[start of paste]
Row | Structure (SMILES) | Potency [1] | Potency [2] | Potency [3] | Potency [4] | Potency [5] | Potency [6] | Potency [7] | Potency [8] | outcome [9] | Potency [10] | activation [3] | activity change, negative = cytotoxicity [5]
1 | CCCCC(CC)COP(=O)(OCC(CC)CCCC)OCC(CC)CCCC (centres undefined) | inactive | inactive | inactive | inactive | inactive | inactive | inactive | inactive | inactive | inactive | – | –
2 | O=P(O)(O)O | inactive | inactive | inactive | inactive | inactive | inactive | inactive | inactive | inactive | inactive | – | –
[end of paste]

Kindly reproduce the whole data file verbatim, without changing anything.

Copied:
Row | Structure (SMILES) | Potency [1] | Potency [2] | Potency [3] | Potency [4] | Potency [5] | Potency [6] | Potency [7] | Potency [8] | outcome [9] | Potency [10] | activation [3] | activity change, negative = cytotoxicity [5]
1 | CCCCC(CC)COP(=O)(OCC(CC)CCCC)OCC(CC)CCCC (centres undefined) | inactive | inactive | inactive | inactive | inactive | inactive | inactive | inactive | inactive | inactive | – | –
2 | O=P(O)(O)O | inactive | inactive | inactive | inactive | inactive | inactive | inactive | inactive | inactive | inactive | – | –